There’s no reason for women to suffer through unbearable hot flashes, interrupted sleep due to night sweats, mood swings or any other symptom caused by menopause. Hormone replacement therapy prescribed by the physicians at The Association for Women’s Health Care effectively relieves menopause-related symptoms. Schedule an appointment at one of our convenient locations in Chicago and Northbrook, Illinois to learn if you’re a good candidate for hormone replacement therapy.
Levels of estrogen begin to drop in the years before menopause. During this transitional time, called perimenopause, most women experience changes in their menstrual periods.
Cycles may become longer or shorter than normal, flow may get lighter or heavier, and you may begin to skip periods. These changes are normal, but others may signal a health problem, so schedule an appointment if you experience:
Perimenopause ends and menopause begins after you’ve missed your periods for 12 straight months -- as long as there aren’t any medical reasons why you didn’t have periods. Once you reach menopause, estrogen levels stabilize at a low level.
The symptoms associated with menopause begin during perimenopause and continue after menopause. However, it’s important to remember that the experience is different for each woman. You may have a few symptoms or a lot, and they may be quite mild or severe. The classic symptoms include:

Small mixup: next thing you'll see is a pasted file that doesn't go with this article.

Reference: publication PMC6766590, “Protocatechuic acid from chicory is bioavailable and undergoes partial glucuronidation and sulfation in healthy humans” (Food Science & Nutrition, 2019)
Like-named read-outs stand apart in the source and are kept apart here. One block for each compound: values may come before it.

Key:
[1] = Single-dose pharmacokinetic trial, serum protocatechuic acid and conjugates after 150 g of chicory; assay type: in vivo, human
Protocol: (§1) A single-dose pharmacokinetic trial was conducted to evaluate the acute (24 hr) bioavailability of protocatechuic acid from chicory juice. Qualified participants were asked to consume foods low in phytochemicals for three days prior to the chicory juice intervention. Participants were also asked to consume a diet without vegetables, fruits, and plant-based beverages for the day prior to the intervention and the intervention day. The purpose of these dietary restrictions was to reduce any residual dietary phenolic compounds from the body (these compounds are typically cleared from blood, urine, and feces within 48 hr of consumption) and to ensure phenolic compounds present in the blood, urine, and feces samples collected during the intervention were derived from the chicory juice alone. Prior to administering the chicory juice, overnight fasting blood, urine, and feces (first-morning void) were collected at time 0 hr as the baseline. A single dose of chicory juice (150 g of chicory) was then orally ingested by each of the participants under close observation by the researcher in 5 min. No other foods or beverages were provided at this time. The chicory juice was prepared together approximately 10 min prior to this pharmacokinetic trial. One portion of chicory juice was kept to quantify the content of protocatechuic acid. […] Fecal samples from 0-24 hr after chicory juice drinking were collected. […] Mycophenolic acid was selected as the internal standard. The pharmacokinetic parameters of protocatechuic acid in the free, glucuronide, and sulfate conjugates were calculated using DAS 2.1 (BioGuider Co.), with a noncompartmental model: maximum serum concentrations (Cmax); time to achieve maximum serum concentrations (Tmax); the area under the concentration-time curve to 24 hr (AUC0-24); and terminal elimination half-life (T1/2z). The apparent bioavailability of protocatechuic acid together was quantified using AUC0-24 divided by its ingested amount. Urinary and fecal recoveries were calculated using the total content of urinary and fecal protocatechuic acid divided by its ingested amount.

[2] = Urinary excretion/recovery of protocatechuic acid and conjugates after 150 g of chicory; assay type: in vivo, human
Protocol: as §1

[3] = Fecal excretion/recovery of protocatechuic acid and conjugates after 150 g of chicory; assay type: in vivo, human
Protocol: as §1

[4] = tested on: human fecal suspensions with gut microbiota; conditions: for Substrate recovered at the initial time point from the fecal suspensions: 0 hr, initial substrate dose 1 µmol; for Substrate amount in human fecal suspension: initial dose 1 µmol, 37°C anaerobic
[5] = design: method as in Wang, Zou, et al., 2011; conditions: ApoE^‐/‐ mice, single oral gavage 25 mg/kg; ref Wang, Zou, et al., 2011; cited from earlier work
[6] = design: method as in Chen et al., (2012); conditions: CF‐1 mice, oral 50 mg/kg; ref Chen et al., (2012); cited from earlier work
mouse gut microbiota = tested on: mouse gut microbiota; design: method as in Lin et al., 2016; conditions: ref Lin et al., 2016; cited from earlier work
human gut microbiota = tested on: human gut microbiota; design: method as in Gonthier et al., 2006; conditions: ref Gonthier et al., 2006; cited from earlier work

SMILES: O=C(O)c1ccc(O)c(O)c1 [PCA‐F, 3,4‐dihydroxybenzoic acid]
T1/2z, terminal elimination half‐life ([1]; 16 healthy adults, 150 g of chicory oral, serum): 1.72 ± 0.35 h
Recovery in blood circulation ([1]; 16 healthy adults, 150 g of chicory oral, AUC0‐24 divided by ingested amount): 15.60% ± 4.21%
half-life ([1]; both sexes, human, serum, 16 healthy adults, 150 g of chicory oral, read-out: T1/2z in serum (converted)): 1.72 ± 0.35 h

Hormone replacement therapy is a treatment in which you take estrogen with or without progestin, which is a synthetic form of progesterone. Progestin is usually taken along with estrogen in women who still have a uterus.
Hormone replacement therapy effectively treats menopausal symptoms, including hot flashes, night sweats, and mood swings. Replacing your estrogen also relieves vaginal dryness, dry skin, and irritable bladder symptoms.
Other benefits of hormone replacement therapy include:
Short-term use of hormone replacement therapy is safe for most menopausal women, especially when it’s primarily used to relieve symptoms. It’s available in several different forms including pills taken orally, a patch placed on your skin, topical gels and creams, and vaginal suppositories.